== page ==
Applications for Nanomaterials in Water & Wastewater Treatment – A Review of the Current State of the Practice
J.M. Nielsen, M. Olthof, R. Adams and D. Mundt
ENVIRON International Corporation, US
remediation, water treatment, wastewater
The application of nanomaterials for water/wastewater treatment and environmental remediation is an emerging field, and there are many questions about the performance and cost of these technologies, as well as the possible toxicity and safety of engineered nanomaterials – both to humans and the ecology. In the context of remediation, the characteristics of nanomaterials which allow the nanoparticles to remain in suspension for extended periods of time can provide enormous flexibility for in-situ remediation. For water and wastewater, nanoparticles can be easily deployed in slurry reactors or used in fixed-media filters. For certain applications, including the use of nanoscale zero-valent iron to groundwater remediation, there is growing documentation of the performance and cost for these innovative technologies. However, for other emerging technologies, these data are limited as the technologies are just now being demonstrated in small scale applications. However, in the case of both the demonstrated innovative technologies and the emerging technologies, the understanding of the long-term residual environmental concerns associated with the deployment of engineered nanomaterials is limited. This presentation reviews the current state of the technology in terms of the efficacy of these treatment technologies, including both performance and cost. In addition, the potential long-term residual implications of applying nanomaterials into the environment are also reviewed in the context of the potential fate and transport of these materials and the health implications from exposure to these materials.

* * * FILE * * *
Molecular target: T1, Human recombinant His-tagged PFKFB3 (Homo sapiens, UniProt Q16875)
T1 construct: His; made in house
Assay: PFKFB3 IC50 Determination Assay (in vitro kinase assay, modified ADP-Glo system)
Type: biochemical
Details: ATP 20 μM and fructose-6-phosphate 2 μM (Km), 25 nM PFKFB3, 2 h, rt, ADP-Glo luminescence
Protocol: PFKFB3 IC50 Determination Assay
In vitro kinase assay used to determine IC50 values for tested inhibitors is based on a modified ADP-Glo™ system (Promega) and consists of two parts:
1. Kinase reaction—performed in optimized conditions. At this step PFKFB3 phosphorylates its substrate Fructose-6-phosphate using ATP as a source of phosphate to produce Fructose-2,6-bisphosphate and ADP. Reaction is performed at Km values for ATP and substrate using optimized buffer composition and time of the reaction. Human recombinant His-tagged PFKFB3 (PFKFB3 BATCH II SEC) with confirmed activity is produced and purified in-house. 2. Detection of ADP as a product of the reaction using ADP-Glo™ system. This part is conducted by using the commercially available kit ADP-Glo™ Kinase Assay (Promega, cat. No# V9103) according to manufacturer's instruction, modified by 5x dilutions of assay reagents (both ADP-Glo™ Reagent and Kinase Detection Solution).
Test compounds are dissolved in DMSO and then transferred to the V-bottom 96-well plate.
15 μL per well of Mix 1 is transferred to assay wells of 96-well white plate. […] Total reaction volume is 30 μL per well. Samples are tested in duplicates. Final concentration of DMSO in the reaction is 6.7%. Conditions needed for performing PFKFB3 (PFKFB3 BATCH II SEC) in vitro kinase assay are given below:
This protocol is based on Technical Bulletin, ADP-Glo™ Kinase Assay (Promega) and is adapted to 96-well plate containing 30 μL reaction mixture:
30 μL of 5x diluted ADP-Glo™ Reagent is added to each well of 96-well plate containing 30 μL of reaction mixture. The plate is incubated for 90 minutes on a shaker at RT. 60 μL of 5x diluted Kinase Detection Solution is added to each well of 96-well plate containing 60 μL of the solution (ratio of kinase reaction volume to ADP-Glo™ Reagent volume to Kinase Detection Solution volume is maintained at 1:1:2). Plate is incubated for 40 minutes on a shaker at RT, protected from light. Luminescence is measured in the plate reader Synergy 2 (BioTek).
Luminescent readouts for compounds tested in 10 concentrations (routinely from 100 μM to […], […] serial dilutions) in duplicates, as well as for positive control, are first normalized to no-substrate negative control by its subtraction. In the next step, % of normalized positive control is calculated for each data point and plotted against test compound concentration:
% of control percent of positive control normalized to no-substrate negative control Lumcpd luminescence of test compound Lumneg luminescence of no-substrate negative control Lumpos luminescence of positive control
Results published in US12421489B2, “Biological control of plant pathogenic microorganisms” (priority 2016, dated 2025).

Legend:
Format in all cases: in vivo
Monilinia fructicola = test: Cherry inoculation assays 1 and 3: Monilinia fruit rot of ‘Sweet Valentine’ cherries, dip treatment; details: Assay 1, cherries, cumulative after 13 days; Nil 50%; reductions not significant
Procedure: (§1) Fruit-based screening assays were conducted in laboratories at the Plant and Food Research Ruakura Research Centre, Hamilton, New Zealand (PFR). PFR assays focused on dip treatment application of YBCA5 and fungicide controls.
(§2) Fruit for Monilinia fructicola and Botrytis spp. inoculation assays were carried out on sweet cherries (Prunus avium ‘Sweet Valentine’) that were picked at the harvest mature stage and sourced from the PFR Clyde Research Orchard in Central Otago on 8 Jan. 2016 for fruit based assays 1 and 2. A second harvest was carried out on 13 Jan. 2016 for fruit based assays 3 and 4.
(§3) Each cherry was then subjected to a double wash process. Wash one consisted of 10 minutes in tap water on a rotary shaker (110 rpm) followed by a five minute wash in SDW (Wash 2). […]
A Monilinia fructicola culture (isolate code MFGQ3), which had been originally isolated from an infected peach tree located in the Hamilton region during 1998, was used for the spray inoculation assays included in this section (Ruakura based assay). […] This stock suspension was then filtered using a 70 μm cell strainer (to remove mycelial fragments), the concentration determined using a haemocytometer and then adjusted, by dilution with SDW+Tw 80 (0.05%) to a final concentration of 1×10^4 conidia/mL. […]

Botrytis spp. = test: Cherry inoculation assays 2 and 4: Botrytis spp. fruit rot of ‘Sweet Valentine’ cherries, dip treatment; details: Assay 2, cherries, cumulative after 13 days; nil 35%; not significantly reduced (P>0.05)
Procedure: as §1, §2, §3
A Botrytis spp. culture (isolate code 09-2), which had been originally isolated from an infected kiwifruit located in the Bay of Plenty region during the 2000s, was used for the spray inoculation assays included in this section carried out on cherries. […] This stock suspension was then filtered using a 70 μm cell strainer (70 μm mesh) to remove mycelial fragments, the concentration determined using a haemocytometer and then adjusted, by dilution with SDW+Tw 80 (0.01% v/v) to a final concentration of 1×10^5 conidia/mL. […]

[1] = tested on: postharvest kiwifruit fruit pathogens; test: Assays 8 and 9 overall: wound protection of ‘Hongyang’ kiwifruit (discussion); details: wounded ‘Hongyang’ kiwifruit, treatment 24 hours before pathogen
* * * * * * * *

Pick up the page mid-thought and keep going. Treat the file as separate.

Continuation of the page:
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Nanotech 2007 Conference Program Abstract